Cooper's Great Adventure
Cooper and Scamper are now very good with Sit, Puppy Up and Touch. I work with Scamper for a few minutes every night at bedtime. If I should think I'm going to skip and get to bed a little quicker, she lets me know that's not appreciated. She will also go through all her commands with Bill, so it's not just mom-oriented. She's been working on Sit and' Wait, which she's not sure she likes. There's a good bit of tail swishing involved, but she's getting the idea. Sam had taught Scamper that when the humans are having, dinner you sit quietly until the mom takes the last bite, and then she gives you a treat. Since he's been gone, she's lost track of the sit quietly part and tends to get her claw in my pant leg or the tablecloth or on the antique oak table. The first time I insisted that she Sit, she gave me a pout look, but she did it, and now we have no issue with claw snags and scratches! I work with Cooper less frequently, in part because he caught on quicker and in part due to still having to keep him and Scamper separated.
And Mickey gets the short end of the stick because he's just so enthusiastic - about everything! I'll have him responding to a "Spin" command before I get him to sit. If I move the target and ask them to "Follow", Scamper and Cooper will both walk a few steps and then stop and look confused when they can't touch the target because it's moving. Mickey, however, will follow the target without the least hesitation to wherever I make it go - onto a chair, shelf, bookcase, bed, whatever is near at hand - or in circles like he's chasing his tail.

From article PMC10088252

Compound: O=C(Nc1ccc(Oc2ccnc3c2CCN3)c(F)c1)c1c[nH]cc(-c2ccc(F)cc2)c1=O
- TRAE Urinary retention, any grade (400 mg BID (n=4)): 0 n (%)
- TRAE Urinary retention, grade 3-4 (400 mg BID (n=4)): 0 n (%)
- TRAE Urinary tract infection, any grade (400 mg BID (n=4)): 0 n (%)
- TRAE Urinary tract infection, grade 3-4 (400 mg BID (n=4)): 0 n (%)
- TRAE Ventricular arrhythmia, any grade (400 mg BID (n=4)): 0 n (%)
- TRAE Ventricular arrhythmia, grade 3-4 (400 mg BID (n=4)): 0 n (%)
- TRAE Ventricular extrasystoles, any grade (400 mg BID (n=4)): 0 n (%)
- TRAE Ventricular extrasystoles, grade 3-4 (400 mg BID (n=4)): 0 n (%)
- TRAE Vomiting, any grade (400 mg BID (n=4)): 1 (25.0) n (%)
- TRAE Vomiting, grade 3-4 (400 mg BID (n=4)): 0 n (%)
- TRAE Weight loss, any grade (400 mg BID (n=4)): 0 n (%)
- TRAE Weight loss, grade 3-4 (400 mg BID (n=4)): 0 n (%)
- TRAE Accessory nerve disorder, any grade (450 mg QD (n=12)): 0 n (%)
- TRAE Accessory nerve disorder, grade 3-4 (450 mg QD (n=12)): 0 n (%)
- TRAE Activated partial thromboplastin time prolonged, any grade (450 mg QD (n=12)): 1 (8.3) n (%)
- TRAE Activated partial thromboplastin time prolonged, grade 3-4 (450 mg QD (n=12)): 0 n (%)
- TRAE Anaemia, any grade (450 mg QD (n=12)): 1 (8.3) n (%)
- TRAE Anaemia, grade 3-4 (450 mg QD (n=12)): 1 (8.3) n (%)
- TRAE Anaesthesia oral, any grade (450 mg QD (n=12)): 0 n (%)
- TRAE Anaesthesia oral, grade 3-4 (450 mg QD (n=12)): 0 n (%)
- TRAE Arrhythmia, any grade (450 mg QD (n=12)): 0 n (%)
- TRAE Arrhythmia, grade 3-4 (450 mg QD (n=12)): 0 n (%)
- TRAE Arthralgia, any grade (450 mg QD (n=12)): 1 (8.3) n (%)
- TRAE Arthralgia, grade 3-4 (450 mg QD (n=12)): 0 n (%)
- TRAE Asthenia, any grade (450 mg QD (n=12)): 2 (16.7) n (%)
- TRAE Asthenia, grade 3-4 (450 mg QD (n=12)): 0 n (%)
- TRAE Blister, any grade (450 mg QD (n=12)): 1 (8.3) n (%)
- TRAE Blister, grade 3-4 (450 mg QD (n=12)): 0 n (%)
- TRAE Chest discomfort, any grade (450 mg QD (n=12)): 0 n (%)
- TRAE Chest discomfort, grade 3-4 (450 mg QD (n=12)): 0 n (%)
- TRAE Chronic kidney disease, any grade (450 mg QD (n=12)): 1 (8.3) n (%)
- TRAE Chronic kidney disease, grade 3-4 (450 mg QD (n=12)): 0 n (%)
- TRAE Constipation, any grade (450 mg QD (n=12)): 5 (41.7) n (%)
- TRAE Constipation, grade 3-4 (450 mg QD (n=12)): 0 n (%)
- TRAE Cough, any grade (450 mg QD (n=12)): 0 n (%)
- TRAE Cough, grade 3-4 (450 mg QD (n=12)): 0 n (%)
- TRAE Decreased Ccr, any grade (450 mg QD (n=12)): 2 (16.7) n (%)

With traditional clicker training, you gradually decrease the frequency of treats and the click becomes the motivation. I've gone in a different direction, always giving a treat but using my hand as the target and not always using the clicker. I'm particularly interested in developing the Touch command this way for use as a recall. My cats will come when called from another room, but when they're in the same room they tend to just look at me like "What?" Or they're like Mickey, who heads off in the other direction to see if he can get a game of Chase the Kitty going. With the Touch command they will actually come right over to my hand, and I like that!
We made some progress with Scamper and Cooper together, feeding them with no barrier between, having Cooper go through his clicker commands with treats - as long as there's food involved he doesn't care about her. One day early in September when I was about to put their food down Scamper actually gave Cooper a head butt, her greatest sign of affection. Then a couple nights later at treat time he just jumped on her. I have no clue as to what was up with him, but that was a definite setback. Unfortunately we've had a couple more setbacks since then, so we are back to closed doors and baby gates for the time being. I still have hope that getting them together for five minutes at a time will lead to peaceful coexistence.